After an opening 40 minutes which showed both the Vegas Golden Knights and the Edmonton Oilers going through the motions, the latter tapped into a higher gear en route to a 4-3 victory.
The Oilers got things started at 7:03 of the first period, when Ryan Nugent-Hopkins finished off a Connor McDavid and Ty Rattie tic-tac-toe play. On this sequence, Pierre-Edouard Bellemare badly lost his assignment, which caused Deryk Engelland to shift to Rattie, leaving Nugent-Hopkins open on the doorstep:
Welcome back to the lineup, Ryan Nugent-Hopkins. Oilers take the lead. pic.twitter.com/GGmj02EbYh— Ryan Quigley (@RP_Quigs) April 6, 2018
The second period started off with a bang for the Knights, who came out sharp.
Brayden McNabb scored his fifth goal of the season two minutes into the period, calmly drifting by a uninterested Milan Lucic and snapping home a wrister as the remaining Oilers looked on:
A shade over two minutes later, Brandon Pirri netted his third goal in two games, giving him 32 on the year if you include his AHL tallies. In fact, Pirri’s 29 goals in 54 games with the Chicago Wolves is good for the best goals-per-game mark in the ‘A’ this year (min. 50 games).
GOAL! Brandon Pirri scores his third in just two games as a Golden Knight to give Vegas the lead! pic.twitter.com/h7kZRjmqJp— Ryan Quigley (@RP_Quigs) April 6, 2018
Watch what he didn’t do on that play—dump in the puck. The Knights were guilty of far too many dump-ins, especially in the early going. If you’ve got skill, use it, and that’s what No. 73 did right there. The #FreePirri movement was big during his time with both the Chicago Blackhawks and Florida Panthers — might we see it once again? It’s hard to argue that he’s not one of the top 12 offensive players in the Vegas system.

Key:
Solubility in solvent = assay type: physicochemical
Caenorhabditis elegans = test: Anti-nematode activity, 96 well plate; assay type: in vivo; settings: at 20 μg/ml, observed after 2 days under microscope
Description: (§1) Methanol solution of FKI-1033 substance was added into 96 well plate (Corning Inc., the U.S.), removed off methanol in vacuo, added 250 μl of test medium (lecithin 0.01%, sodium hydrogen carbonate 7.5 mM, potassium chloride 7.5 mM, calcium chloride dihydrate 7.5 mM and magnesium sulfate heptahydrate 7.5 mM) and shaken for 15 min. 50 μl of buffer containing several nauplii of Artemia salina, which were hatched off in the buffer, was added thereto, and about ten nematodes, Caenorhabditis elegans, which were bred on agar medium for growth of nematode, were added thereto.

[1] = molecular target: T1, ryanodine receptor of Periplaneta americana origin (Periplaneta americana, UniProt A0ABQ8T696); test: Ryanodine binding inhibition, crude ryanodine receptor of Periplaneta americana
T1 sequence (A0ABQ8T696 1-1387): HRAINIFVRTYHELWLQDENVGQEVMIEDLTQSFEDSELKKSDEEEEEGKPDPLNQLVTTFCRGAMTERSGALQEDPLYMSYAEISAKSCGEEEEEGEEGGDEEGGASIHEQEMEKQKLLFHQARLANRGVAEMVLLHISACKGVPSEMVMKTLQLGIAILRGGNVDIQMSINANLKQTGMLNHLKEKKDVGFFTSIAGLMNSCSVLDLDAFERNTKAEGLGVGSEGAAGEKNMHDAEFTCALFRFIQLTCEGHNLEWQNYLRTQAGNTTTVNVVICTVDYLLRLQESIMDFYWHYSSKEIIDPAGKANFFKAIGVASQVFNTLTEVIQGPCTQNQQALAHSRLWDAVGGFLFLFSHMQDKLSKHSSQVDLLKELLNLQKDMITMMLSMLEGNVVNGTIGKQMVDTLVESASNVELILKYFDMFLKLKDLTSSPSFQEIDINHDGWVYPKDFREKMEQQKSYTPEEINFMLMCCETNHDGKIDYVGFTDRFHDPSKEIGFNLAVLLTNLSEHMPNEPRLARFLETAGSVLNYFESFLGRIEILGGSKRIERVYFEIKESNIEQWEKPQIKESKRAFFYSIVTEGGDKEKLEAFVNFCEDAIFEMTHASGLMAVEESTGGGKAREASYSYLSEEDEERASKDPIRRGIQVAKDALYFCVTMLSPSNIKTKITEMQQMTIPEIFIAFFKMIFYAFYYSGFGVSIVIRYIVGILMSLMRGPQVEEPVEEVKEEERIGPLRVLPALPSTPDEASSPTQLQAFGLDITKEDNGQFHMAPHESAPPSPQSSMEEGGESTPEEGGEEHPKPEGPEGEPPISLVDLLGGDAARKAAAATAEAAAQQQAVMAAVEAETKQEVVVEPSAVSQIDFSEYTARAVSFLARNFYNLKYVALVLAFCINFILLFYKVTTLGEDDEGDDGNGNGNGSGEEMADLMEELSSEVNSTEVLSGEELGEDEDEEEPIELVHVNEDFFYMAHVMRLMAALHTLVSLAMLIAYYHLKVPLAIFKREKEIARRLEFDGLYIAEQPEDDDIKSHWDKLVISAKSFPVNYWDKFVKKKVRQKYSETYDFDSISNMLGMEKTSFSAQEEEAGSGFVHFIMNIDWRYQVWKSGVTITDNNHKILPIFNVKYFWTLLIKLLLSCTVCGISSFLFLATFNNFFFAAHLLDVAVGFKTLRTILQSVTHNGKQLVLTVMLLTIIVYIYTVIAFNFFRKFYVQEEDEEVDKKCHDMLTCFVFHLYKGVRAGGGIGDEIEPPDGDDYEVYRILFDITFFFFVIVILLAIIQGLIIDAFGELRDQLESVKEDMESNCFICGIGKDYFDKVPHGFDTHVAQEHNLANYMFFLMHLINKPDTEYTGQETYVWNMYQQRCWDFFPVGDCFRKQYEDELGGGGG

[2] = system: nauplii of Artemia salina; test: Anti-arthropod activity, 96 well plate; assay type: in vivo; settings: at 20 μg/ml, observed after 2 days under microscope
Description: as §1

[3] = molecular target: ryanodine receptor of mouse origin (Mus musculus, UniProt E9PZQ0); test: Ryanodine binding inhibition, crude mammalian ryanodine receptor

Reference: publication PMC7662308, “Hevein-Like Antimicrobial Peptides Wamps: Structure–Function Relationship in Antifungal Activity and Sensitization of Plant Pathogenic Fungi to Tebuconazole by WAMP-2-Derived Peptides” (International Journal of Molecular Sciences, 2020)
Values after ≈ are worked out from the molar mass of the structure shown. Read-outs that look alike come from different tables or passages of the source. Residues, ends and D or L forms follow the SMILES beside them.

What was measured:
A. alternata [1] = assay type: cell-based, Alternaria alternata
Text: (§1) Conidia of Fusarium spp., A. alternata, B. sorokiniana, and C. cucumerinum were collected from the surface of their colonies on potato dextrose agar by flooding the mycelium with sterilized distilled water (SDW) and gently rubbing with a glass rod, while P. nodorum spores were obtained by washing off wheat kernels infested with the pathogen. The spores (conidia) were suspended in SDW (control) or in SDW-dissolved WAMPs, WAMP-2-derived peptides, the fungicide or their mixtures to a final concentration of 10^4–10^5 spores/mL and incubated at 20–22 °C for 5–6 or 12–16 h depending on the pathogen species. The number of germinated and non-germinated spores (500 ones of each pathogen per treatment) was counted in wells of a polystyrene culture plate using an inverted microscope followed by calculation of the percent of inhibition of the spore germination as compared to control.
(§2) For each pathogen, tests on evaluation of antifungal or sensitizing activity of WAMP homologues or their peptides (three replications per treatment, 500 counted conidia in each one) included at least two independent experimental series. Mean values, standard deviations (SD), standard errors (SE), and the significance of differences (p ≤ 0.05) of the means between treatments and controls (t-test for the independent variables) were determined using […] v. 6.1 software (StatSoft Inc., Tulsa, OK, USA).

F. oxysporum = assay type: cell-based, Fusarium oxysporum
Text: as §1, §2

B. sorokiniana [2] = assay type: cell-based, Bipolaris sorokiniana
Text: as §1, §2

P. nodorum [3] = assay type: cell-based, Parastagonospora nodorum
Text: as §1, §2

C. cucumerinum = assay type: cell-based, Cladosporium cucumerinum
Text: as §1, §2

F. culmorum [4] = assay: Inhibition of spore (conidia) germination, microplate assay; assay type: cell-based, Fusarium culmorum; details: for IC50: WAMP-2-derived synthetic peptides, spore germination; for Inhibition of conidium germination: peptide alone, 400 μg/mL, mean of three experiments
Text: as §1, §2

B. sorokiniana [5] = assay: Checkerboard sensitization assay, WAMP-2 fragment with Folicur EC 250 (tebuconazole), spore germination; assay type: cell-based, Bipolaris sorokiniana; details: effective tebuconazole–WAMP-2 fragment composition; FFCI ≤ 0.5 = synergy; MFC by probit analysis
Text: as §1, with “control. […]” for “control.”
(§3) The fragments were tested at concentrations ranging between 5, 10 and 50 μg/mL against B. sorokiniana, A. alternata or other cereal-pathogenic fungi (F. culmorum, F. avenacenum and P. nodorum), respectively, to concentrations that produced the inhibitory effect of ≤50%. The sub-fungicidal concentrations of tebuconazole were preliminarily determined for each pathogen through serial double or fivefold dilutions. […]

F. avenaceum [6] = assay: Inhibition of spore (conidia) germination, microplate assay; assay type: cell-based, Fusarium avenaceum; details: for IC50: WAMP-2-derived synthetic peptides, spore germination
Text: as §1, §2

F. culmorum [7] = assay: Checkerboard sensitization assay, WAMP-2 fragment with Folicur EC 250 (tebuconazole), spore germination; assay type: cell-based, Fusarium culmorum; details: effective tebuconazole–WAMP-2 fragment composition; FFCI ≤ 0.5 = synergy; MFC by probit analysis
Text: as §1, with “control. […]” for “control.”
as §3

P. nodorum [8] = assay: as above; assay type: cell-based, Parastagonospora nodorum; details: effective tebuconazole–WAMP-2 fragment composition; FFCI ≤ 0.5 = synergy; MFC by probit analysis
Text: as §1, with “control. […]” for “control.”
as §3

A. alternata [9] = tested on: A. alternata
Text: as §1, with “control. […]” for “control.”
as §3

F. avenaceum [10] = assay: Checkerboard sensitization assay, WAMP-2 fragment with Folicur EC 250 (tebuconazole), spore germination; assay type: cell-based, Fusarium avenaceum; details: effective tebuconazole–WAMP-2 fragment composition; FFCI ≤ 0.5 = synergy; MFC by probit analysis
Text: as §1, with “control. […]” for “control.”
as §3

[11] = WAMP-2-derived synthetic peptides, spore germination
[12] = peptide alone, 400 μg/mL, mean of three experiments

The third period, though, was one Vegas might like to forget.
Oscar Lindberg looked foolish on a goal from Matt Benning at 1:49, and Vegas more or less ran in place for the next few minutes. A costly penalty from Deryk Engelland culminated in a Mike Cammalleri goal at 10:07, just seconds after Ryan Carpenter had hit the post on a great short-handed effort.
Ty Rattie extended the lead shortly thereafter with a top-shelf snipe following a great McDavid feed. McDavid, as you may know, is the league’s point leader, and added three in this contest, bringing his season total to 106.
Lindberg scored off a beautiful Shea Theodore feed to make things interesting at the 14:37 mark...
...but it would not be enough, as the Knights were unable to tie the game despite having a 6-on-4 for the better part of the final two minutes. Not for lack of trying though:
Brandon Pirri came extremely close to tying the game on that last surge. Amazing save by Cam Talbot. pic.twitter.com/70eHZs0fgy— Ryan Quigley (@RP_Quigs) April 6, 2018
Malcolm Subban had another four-goals-against outing in which the Golden Knights relinquished a lead in the final period thanks to three opposition goals. However, no two games are the same, and that could not be more true here.
According to Corsica.Hockey, Edmonton registered 4.23 expected goals in this contest, versus just a 1.90 mark by Vancouver two nights prior (in an extra five minutes, no less). That does more to illuminate his poor night on Tuesday than his slightly above average night here, but you get the idea.
Watch here as he robs Oilers star Leon Draisaitl with more spin than a Washington lobbying firm (folks!):
In other news, Golden Knights defenseman Zach Whitecloud played just 16:42 in his NHL debut, but you can’t deny he got a sniff of the action:
Jokes aside, the Bemidji State product acquitted himself just fine in his first appearance, doing little to move the needle, but posting a 51.7 CF% while mainly paired with McNabb. Whitecloud was on-ice for all three Vegas goals and zero Edmonton tallies, for what it’s worth (something? nothing?).
Elsewhere on the ice, William Carrier was up to his old tricks, drawing yet another penalty. How good is he at doing that? Best on the team? Yeah, try best in the league:
The difference between No. 1 (Carrier) and No. 10 (Mathew Barzal) is the same as the difference between No. 10 and No. 622 (Nikolay Goldobin). Carrier also leads in penalty differential (per 60), in case you were curious.
All in all, this was a meaningless game that saw the following players not take the ice: David Perron, Jonathan Marchessault, Marc-Andre Fleury, Nate Schmidt, Reilly Smith and Cody Eakin. I think most Vegas fans should be okay with the outcome. Plus, it may have moved the Oilers further away from good odds at having a No. 1 pick. Again.
The Golden Knights will wrap up their inaugural season on Saturday, April 7 as they stay in Western Canada to take on the Calgary Flames.